Targeted drug treatments attack specific abnormalities within cancer cells. 

Targeted drugs used to treat breast cancer include:

◼Trastuzumab (Herceptin).

◼Pertuzumab (Perjeta)

◼Ado-trastuzumab (Kadcyla)

◼Lapatinib (Tykerb).


A breast cancer diagnosis can be overwhelming. And just when you're trying to cope with the shock and the fears about your future, you're asked to make important decisions about your treatment.

Every woman has her own way of coping with a breast cancer diagnosis. Until you find what works for you, it might try the following:

✔Learn what you need to know about your breast cancer. If you'd like to know more about your breast cancer, ask your care giver for the details of your cancer.  the type, stage and hormone receptor status.

Ask for good sources of up-to-date information on your treatment options. Knowing more about your cancer and your options may help you feel more confident when making treatment decisions. Still, some women may not want to know the details of their cancer. If this is how you feel, let your care provider know that, too.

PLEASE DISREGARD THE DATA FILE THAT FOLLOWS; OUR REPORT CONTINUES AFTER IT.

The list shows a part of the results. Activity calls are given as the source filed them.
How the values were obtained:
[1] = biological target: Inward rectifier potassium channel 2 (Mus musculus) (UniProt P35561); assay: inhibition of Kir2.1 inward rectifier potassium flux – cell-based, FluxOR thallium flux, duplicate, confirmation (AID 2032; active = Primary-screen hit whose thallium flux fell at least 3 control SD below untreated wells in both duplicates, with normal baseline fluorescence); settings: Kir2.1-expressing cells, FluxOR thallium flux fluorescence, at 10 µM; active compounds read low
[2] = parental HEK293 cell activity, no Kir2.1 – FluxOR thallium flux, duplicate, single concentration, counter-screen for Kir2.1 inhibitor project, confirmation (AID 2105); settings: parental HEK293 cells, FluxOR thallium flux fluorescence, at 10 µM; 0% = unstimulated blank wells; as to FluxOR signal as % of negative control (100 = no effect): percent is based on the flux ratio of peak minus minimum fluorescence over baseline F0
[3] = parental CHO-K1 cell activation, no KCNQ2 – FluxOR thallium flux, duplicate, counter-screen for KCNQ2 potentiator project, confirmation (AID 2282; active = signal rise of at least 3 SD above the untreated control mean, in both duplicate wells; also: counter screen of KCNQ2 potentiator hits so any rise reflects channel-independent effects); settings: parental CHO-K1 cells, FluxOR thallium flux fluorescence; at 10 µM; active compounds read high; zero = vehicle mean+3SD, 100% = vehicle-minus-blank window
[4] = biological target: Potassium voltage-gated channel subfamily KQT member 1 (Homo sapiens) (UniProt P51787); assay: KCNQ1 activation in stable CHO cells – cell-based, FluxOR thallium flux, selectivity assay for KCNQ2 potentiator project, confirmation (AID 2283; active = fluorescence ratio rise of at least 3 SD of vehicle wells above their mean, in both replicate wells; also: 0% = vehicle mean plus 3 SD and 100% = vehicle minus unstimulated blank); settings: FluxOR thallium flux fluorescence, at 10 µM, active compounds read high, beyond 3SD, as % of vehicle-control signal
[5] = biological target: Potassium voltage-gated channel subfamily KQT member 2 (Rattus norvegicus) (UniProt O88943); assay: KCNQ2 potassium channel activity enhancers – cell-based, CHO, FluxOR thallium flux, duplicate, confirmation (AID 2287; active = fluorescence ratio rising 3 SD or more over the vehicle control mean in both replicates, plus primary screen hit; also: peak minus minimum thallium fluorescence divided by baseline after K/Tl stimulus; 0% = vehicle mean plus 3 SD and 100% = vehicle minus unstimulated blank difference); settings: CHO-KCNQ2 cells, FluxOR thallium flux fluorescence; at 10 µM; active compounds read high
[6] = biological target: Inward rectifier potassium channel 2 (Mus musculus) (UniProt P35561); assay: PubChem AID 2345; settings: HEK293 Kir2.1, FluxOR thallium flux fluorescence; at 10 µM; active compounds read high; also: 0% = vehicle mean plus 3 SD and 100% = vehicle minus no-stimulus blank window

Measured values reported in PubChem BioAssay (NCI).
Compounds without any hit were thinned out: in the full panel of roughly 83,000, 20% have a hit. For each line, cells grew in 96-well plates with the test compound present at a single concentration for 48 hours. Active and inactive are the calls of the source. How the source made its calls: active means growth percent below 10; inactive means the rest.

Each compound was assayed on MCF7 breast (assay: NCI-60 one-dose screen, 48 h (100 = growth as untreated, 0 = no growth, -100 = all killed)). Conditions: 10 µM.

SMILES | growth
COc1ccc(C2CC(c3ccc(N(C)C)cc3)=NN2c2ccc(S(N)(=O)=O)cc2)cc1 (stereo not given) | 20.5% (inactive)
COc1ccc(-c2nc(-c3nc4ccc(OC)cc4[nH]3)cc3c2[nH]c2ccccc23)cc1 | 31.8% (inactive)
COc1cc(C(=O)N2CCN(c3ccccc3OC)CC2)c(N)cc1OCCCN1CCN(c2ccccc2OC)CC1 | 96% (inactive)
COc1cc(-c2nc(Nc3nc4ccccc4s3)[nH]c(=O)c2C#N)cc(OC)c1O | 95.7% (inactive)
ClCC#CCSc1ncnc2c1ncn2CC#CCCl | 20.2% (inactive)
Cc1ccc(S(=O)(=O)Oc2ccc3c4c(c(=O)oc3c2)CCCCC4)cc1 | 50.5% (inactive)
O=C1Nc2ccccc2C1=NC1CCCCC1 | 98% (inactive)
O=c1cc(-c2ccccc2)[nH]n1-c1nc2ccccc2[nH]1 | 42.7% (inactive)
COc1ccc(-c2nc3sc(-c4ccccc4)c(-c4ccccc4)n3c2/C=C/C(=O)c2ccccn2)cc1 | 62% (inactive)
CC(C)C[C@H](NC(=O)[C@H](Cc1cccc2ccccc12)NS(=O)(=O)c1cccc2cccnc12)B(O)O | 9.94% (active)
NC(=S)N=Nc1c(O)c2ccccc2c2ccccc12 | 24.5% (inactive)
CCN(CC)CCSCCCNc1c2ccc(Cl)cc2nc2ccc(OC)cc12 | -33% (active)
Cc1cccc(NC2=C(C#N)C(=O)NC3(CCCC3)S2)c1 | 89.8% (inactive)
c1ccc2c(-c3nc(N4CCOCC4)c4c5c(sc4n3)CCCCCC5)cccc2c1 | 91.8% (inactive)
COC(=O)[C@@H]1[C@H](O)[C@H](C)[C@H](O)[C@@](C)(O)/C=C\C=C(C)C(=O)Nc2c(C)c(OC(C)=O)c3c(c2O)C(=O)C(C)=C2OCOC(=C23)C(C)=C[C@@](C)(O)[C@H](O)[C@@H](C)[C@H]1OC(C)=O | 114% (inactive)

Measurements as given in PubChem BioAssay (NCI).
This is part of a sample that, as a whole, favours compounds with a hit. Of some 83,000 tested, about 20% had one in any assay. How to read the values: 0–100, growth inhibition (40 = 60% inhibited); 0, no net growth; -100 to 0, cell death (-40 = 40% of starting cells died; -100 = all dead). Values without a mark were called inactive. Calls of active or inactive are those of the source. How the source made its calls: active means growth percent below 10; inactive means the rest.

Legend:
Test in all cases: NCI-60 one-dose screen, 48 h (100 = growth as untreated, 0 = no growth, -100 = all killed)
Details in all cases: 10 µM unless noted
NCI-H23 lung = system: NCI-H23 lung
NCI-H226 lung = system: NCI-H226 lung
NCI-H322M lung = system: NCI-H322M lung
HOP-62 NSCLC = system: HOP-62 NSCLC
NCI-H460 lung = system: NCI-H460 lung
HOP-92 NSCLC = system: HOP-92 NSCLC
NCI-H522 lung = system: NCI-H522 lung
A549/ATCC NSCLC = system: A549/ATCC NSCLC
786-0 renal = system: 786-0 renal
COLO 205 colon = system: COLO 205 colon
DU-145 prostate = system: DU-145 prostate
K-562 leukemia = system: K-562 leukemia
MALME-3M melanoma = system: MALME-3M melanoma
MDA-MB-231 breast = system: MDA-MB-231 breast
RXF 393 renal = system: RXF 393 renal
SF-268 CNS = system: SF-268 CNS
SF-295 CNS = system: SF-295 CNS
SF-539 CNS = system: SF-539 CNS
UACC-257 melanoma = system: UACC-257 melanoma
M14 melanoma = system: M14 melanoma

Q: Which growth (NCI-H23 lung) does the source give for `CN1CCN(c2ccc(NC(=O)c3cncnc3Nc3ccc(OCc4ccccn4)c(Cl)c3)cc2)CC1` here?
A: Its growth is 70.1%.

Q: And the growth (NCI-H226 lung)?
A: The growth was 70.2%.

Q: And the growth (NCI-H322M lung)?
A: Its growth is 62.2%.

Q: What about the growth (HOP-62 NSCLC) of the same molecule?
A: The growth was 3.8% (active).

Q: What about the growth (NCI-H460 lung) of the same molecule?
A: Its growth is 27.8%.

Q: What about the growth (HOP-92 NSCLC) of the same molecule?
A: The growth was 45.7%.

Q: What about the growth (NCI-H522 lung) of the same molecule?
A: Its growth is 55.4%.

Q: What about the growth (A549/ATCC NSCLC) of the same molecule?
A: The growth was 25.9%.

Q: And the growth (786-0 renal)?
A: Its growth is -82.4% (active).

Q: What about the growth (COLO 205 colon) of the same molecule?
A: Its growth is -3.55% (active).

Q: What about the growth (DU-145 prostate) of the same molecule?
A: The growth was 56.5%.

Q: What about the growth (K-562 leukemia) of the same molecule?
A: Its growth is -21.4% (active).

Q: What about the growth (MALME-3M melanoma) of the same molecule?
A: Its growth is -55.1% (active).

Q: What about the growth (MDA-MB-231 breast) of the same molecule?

✔Talk with other breast cancer survivors. You may find it helpful and encouraging to talk to other women with breast cancer. Find out about support groups in your area and online.

✔Find someone to talk about your feelings with. Find a friend or family member who is a good listener, or talk with a clergy member or counselor. Ask your cear provider for a referral to a counselor or other professional who works with cancer survivors.

✔Keep your friends and family close. Your friends and family can provide a crucial support network for you during your cancer treatment.

✔As you begin telling people about your breast cancer diagnosis, you'll likely get many offers for help. Think ahead about things you may want help with, whether it's having someone to talk to if you're feeling low or getting help preparing meals.

✔Maintain intimacy with your partner. In Western cultures, women's breasts are associated with attractiveness, femininity and sexuality. Because of these attitudes, breast cancer may affect your self-image and erode your confidence in intimate relationships. Talk to your partner about your insecurities and your feelings.